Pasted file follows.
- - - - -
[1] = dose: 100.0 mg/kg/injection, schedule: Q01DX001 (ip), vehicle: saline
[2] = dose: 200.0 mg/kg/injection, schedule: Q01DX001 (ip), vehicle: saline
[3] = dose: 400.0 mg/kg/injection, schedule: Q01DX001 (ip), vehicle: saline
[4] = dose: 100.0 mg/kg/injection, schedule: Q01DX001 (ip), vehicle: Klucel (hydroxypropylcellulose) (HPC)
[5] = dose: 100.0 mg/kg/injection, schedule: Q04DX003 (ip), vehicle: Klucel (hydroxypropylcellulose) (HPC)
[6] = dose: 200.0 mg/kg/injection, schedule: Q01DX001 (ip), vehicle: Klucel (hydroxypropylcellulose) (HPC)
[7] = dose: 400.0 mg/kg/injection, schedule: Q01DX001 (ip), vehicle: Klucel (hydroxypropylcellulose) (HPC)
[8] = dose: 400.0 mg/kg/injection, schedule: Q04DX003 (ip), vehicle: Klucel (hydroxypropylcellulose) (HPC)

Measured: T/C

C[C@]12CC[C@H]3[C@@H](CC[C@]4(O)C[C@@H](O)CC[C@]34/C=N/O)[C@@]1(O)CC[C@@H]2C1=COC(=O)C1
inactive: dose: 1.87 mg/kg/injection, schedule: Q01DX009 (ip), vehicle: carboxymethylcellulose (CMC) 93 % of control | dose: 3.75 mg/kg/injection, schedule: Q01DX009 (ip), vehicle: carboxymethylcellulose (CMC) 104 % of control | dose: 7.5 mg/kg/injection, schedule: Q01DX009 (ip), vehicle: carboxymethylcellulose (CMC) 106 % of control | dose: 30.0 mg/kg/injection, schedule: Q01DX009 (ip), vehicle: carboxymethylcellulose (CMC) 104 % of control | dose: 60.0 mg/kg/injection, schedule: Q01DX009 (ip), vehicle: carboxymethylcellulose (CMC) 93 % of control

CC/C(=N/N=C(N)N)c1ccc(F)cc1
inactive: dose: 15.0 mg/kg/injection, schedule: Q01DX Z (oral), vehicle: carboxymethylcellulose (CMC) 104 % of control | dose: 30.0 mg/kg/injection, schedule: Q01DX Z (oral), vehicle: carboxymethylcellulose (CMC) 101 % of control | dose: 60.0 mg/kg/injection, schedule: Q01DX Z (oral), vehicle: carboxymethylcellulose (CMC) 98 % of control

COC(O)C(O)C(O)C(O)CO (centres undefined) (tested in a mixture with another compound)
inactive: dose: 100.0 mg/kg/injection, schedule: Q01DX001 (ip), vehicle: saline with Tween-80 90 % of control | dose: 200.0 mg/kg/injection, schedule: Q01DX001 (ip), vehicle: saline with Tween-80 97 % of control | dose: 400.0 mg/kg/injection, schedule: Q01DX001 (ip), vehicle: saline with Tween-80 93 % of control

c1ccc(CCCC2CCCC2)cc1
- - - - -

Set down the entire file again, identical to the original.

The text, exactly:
[1] = dose: 100.0 mg/kg/injection, schedule: Q01DX001 (ip), vehicle: saline
[2] = dose: 200.0 mg/kg/injection, schedule: Q01DX001 (ip), vehicle: saline
[3] = dose: 400.0 mg/kg/injection, schedule: Q01DX001 (ip), vehicle: saline
[4] = dose: 100.0 mg/kg/injection, schedule: Q01DX001 (ip), vehicle: Klucel (hydroxypropylcellulose) (HPC)
[5] = dose: 100.0 mg/kg/injection, schedule: Q04DX003 (ip), vehicle: Klucel (hydroxypropylcellulose) (HPC)
[6] = dose: 200.0 mg/kg/injection, schedule: Q01DX001 (ip), vehicle: Klucel (hydroxypropylcellulose) (HPC)
[7] = dose: 400.0 mg/kg/injection, schedule: Q01DX001 (ip), vehicle: Klucel (hydroxypropylcellulose) (HPC)
[8] = dose: 400.0 mg/kg/injection, schedule: Q04DX003 (ip), vehicle: Klucel (hydroxypropylcellulose) (HPC)

Measured: T/C

C[C@]12CC[C@H]3[C@@H](CC[C@]4(O)C[C@@H](O)CC[C@]34/C=N/O)[C@@]1(O)CC[C@@H]2C1=COC(=O)C1
inactive: dose: 1.87 mg/kg/injection, schedule: Q01DX009 (ip), vehicle: carboxymethylcellulose (CMC) 93 % of control | dose: 3.75 mg/kg/injection, schedule: Q01DX009 (ip), vehicle: carboxymethylcellulose (CMC) 104 % of control | dose: 7.5 mg/kg/injection, schedule: Q01DX009 (ip), vehicle: carboxymethylcellulose (CMC) 106 % of control | dose: 30.0 mg/kg/injection, schedule: Q01DX009 (ip), vehicle: carboxymethylcellulose (CMC) 104 % of control | dose: 60.0 mg/kg/injection, schedule: Q01DX009 (ip), vehicle: carboxymethylcellulose (CMC) 93 % of control

CC/C(=N/N=C(N)N)c1ccc(F)cc1
inactive: dose: 15.0 mg/kg/injection, schedule: Q01DX Z (oral), vehicle: carboxymethylcellulose (CMC) 104 % of control | dose: 30.0 mg/kg/injection, schedule: Q01DX Z (oral), vehicle: carboxymethylcellulose (CMC) 101 % of control | dose: 60.0 mg/kg/injection, schedule: Q01DX Z (oral), vehicle: carboxymethylcellulose (CMC) 98 % of control

COC(O)C(O)C(O)C(O)CO (centres undefined) (tested in a mixture with another compound)
inactive: dose: 100.0 mg/kg/injection, schedule: Q01DX001 (ip), vehicle: saline with Tween-80 90 % of control | dose: 200.0 mg/kg/injection, schedule: Q01DX001 (ip), vehicle: saline with Tween-80 97 % of control | dose: 400.0 mg/kg/injection, schedule: Q01DX001 (ip), vehicle: saline with Tween-80 93 % of control

c1ccc(CCCC2CCCC2)cc1